Monday, October 13, 2008

Can I Take Your Order, Please?


Sometimes something so unexpected happens that you’re caught off guard. But if it is a good unexpected, it can brighten your whole day. One of those good unexpecteds happened last Friday.

I decided to take the kids out to lunch at one of their favorite places, the River City Diner. It’s a restaurant that strives to be like the diners of old, and for the most part, it succeeds. The menu is filled with diner staples such as meatloaf, mac and cheese, and breakfast any time of day. The walls are decorated with 1950’s replica memorabilia, and doo-wop music plays from the jukebox. So, it didn’t surprise me at all when the waitress greeted us with a ‘Hey, Sweeties.” What did surprise me was what happened next.

The waitress signed to Ashley. She signed ‘good morning, how are you today, Beautiful?’ She asked all of us what we would like to drink, and signed the same thing to Ashley. When she returned with our drinks, she asked me if she could show Ashley that her water was now on the table. I responded ‘Yes’, and the waitress gently took Ashley’s hand and put it around her water glass. Ashley signed ‘Thank you’, and without missing a beat, the waitress asked for our orders. When she got to Ashley, she signed, “What would you like to eat?” Ashley signed ‘Macaroni and cheese.” The waitress then left, and I sat speechless.

The exchange with the family, and especially Ashley, was completely natural, almost as if the waitress took orders in sign language every day. She was sensitive to Ashley’s vision issues without even having to ask me what was wrong, or what her vision was. She took close note of the appearance of Ashley’s eyes, and rightly assumed she would need some assistance. She didn’t speak to Ashley as if she were a 5 year old – she didn’t ignore her and talk to me instead like a lot of people do. She gave Ashley the same respect she gave every other member of my family.

The waitress may have been working in a low-paying, often thankless job, but to me she was an angel – a person who ‘gets it’ – a person who should be a role model for the majority of other people in the world.

When it was time to leave, I felt like hugging her. Instead, I signed ‘Thank you very much”, and needless to say, left a large tip.

20 comments:

kristen@nosmallthing said...

That gave me chills. How absolutely wonderful. :)

Amazing_Grace said...

I would call the manager and tell him how great the server was and thank him. :)

Casdok said...

A very heart warming story. Wouldnt it be fantastic if this was the norm.

Karen Putz said...

Love encounters like this! I do hope you'll write to the diner and let the manager know of the excellent service you received. :)

MMC said...

Yes, do pass on to the manager in some manner the excellent service you received and how much you appreciated it. What a great story.

But if I may ask a stupid question, Ashley is deaf and blind, yes? I take it since she uses sign that she must be low vision as opposed to actually blind? Just trying to figure it out. Thanks.

Ashley's Mom said...

MMC, the term deafblind means any combination of hearing and vision loss combined. Ash is profoundly deaf in her right ear and has a severe loss in her left. She is totally blind in her left eye, and her vision in the right is 20/2000. She prefers that people sign directly in front of her good eye as opposed to tactile signing. She will tolerate tactile but doesn't prefer it.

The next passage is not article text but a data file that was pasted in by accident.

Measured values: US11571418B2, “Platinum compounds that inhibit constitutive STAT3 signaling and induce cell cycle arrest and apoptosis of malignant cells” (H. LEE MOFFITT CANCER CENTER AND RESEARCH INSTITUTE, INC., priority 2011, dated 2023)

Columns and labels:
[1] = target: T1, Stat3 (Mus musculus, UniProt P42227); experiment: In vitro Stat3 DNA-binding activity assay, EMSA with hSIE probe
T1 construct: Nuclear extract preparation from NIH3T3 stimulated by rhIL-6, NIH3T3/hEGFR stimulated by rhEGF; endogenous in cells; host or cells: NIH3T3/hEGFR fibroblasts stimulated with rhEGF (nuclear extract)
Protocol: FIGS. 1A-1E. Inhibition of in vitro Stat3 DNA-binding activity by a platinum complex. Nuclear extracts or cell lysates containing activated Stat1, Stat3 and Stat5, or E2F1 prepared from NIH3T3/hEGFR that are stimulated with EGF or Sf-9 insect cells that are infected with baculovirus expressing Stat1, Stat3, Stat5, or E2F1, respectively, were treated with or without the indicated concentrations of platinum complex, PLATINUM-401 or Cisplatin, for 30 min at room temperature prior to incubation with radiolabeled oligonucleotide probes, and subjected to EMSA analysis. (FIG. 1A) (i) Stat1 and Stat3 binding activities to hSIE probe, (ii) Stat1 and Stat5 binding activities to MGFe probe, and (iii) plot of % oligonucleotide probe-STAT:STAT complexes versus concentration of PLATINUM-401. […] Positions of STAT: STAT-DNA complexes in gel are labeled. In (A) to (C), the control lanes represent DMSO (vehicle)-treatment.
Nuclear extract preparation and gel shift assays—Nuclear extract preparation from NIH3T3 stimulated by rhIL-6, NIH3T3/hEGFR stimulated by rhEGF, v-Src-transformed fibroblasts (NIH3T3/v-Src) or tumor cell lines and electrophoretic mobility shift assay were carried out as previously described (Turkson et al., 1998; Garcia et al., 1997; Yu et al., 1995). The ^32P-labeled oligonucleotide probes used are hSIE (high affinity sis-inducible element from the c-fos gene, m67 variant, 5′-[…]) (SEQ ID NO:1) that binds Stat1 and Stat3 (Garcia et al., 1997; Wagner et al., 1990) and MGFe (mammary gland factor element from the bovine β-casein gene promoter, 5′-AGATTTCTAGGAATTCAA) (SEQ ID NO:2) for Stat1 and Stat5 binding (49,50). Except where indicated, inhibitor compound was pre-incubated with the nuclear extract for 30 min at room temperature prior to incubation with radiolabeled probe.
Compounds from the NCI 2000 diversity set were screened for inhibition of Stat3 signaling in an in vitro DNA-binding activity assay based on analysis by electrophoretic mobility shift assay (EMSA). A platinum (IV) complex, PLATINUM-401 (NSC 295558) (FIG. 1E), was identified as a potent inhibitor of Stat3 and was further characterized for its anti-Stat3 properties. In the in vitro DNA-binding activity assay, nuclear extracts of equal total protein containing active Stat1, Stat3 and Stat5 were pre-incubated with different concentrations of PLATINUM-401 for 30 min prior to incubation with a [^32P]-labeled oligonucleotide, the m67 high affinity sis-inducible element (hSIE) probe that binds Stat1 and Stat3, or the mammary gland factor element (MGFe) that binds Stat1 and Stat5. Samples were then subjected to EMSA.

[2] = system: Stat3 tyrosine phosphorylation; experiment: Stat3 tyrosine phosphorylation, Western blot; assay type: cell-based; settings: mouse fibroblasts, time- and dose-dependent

Marla said...

This one brought me to tears. Wow. I would say that perhaps she is in the wrong profession and yet what a great profession to be in when you are serving so many people every day. A great story. I wish I could have been there.

When we lived in Jersey we loved the diners there. I swear I gained a lot of weight from the great food though. Every now and then I crave their grilled cheese sandwiches. Yum! They were soooo good!

little.birdy said...

That...is awesome. How wonderful for Ashley and for you!

Lily said...

This let me teary eyed. What a neat thing to have happen!

Holly said...

That brought tears to my eyes. I'm so glad you had that experience.

Barbara said...

Wowza! Thanks so much for telling the story - an absolutely fabulous experience! I call the waittress Angel.

Sange said...

My son is HOH and has prominent blue hearing aids. One time on vacation (ds was 6yo)our family we went to a restaurant that had a lot of TVs. The waiter sat us down near the TV that had Closed Captioning. Me and dh were really impressed by that.

I am glad that you had a great experience at that restaurant. Go ahead and give them a shout out. Maybe we should all go there if we are in that area.

Attila The Mom said...

What a fabulous experience!

Penny L. Richards said...

Happiest of outings! I'd be heading back there for every special occasion--even if you miss that server's shift, the owners need to know that her fine, graceful, skillful, polite work brings customers back for more.

mommy~dearest said...

I have goosebumps! How wonderful, and encouraging. I'd eat there everyday.

rickismom said...

Gee, what a find! Be sure to praise her to her boss!

Karen Putz said...

Wrote about it here:
http://www.disaboom.com/Blogs/deafmom/archive/2008/10/13/the-language-of-connection.aspx

Ashley's Mom said...

Karen, thank you for sharing the story. I'm already planning another trip to the restaurant this upcoming weekend!

Active Gray Matter said...

Now how cool is that? I am so glad you had a good experience there! It is one of my favorite places to eat because not only the food but the waitstaff. Haven't been in awhile, maybe we'll have to again.
.:Krishanna, Active Gray Matter

Terri said...

I absolutely treasure the wonderful moments!!! It was great to have this in the blog carnival.